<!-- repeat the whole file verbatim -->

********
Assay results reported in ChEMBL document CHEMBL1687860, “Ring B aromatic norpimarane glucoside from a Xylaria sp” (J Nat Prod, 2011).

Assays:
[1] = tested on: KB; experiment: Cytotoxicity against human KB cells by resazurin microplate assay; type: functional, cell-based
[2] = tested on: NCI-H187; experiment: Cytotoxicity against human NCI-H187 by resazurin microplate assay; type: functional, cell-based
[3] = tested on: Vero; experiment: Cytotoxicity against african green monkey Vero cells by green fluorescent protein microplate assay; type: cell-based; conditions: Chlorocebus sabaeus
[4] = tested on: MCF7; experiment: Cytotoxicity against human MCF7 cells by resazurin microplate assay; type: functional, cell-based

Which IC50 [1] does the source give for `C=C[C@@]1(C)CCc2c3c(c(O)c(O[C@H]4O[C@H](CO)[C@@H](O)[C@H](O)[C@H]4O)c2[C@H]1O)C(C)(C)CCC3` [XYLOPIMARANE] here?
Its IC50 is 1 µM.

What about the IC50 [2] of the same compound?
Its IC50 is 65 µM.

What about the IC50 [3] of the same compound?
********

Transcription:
Assay results reported in ChEMBL document CHEMBL1687860, “Ring B aromatic norpimarane glucoside from a Xylaria sp” (J Nat Prod, 2011).

Assays:
[1] = tested on: KB; experiment: Cytotoxicity against human KB cells by resazurin microplate assay; type: functional, cell-based
[2] = tested on: NCI-H187; experiment: Cytotoxicity against human NCI-H187 by resazurin microplate assay; type: functional, cell-based
[3] = tested on: Vero; experiment: Cytotoxicity against african green monkey Vero cells by green fluorescent protein microplate assay; type: cell-based; conditions: Chlorocebus sabaeus
[4] = tested on: MCF7; experiment: Cytotoxicity against human MCF7 cells by resazurin microplate assay; type: functional, cell-based

Which IC50 [1] does the source give for `C=C[C@@]1(C)CCc2c3c(c(O)c(O[C@H]4O[C@H](CO)[C@@H](O)[C@H](O)[C@H]4O)c2[C@H]1O)C(C)(C)CCC3` [XYLOPIMARANE] here?
Its IC50 is 1 µM.

What about the IC50 [2] of the same compound?
Its IC50 is 65 µM.

What about the IC50 [3] of the same compound?